Chippewa Valley Technical College IT students expand their cybersecurity knowledge with real-world scenario – Chippewa Herald

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EAU CLAIRE — Conrad Ledebuhr gave off a cool demeanor as he sat in the new computer lab used for cybersecurity training at Chippewa Valley Technical College on Monday morning.

But not too cool.

The fourth-semester IT-Networking student, with six of his classmates, was tasked with first recognizing that a cybersecurity breach had been made and then figuring out how to fix it.

“I’m cautiously optimistic,” Ledebuhr said with a smile anticipating the challenges he and his classmates were sure to face.

Stephen Casselman, CVTC IT networking instructor for the group, said as soon as the college purchased the CyberBit software to teach students and businesses how to manage cybersecurity threats, he decided a trial of the software would be needed.

“We’re set up to be the leading force in cybersecurity,” Casselman said. “It’s about instructors knowing that practical application and then teaching it to students and, in the future, businesses in western Wisconsin.”

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But before instructors can take on the private sector, Casselman said they needed to get their feet wet.

The seven students logged into the software and waited for their custom event to begin.

Before the start at 9:30 a.m., as the IT students were anxiously waiting, Ledebuhr, 19, a graduate of Chippewa Falls Senior High School, said that’s where his love of information technology was born.

As a high school sophomore, he enrolled in a class to learn how to repair Chromebook computers. In the Chippewa Falls school district, every student uses a Chromebook at school. Teaching students how to fix the computers helps the district and allows students to learn IT skills.

“I took that class for the fun of it and figured out that I do like working the technology,” Ledebuhr said. “Then I went on to become an intern at the high school, which was largely about fixing student devices. I also got to work over the summers installing different technology and using different systems. That inspired me to go into information technology.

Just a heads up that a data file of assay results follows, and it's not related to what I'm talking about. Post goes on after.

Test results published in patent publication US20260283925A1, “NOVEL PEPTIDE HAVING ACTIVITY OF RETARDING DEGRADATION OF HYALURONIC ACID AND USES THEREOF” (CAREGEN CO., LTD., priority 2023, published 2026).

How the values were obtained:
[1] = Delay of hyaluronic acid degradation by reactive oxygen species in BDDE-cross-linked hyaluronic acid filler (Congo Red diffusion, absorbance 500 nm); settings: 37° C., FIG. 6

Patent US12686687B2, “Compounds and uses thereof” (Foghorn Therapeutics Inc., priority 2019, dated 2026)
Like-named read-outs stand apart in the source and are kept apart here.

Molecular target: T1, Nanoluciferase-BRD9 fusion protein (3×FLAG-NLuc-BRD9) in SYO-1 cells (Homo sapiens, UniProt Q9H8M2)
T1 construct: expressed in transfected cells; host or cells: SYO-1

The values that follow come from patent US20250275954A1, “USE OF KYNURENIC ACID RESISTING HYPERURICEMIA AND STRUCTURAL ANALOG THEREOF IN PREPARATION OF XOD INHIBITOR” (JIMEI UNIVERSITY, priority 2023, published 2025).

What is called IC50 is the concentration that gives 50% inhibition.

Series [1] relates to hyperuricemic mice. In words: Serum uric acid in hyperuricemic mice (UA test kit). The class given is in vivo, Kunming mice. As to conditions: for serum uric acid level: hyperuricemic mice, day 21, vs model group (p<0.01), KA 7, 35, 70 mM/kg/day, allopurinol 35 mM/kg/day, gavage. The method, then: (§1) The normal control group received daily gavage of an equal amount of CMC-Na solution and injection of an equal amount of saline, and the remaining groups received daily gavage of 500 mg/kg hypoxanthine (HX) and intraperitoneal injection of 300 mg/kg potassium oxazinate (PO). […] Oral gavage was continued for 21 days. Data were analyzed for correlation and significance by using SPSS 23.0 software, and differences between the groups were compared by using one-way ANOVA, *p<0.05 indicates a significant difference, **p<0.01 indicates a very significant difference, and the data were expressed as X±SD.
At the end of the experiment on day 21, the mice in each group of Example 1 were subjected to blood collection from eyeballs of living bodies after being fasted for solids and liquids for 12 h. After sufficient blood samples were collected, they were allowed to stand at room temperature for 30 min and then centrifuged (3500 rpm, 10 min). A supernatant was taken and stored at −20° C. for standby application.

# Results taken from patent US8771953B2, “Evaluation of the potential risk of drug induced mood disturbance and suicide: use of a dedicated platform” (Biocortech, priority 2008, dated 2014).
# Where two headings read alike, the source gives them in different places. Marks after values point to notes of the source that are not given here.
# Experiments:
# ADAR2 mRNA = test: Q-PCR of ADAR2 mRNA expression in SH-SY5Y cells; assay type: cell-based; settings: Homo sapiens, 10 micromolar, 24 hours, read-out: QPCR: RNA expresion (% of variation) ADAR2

“And when looking at options in the area, CVTC seemed like the best bang for my buck.”

In his fourth semester, he’s preparing to enter the “real world” with this vast experience.

Just before his 9:30 a.m. curtain call for the drill, he said he’s not sure if he will go into strictly a cybersecurity profession, but that even if he doesn’t, cybersecurity is everyone’s responsibility.

“It’s a world that all IT employees are inherently involved in,” Ledebuhr said. “It’s on everyone’s shoulders. Everyone who works in technology has some level of responsibility to not do the things that leave your company open to breaches.”

As he said those words, Casselman deemed the drill active. Ledebuhr and his classmates dug into the scenario of a large network where a system was hacked and the website was defaced.

“They had to work as a team to discover what it was and how to recover from it,” Casselman said. “They were told to do this using the tools that people in the profession check daily in case something like this were to happen. Students had to piece information together and follow the trail.

“In many ways, it is like a digital escape room with a much more realistic scenario.”

The students worked the drill for two hours. Casselman said the students passed the overall scenario, which is a win.

Ledebuhr and his classmates applied the knowledge they gained over the last few semesters and worked together to understand the problem and determine a solution.

“The students did not have the real-world experience with an actual breach to apply to this scenario and had to learn to communicate as they worked on next steps,” Casselman said. “When communication broke down, it led to students looking at options they didn’t need or making incorrect assumptions, which ate away at their time.”

Casselman said that’s the point of the training — to learn which next steps make the most sense so the situation can be resolved as quickly as possible.

“Many professionals who do this for a living but have not worked through an incident are likely to overthink it and dive deeper than necessary,” he said. “These students now have career experience, and the scenario proved they are right in line with industry professionals.”

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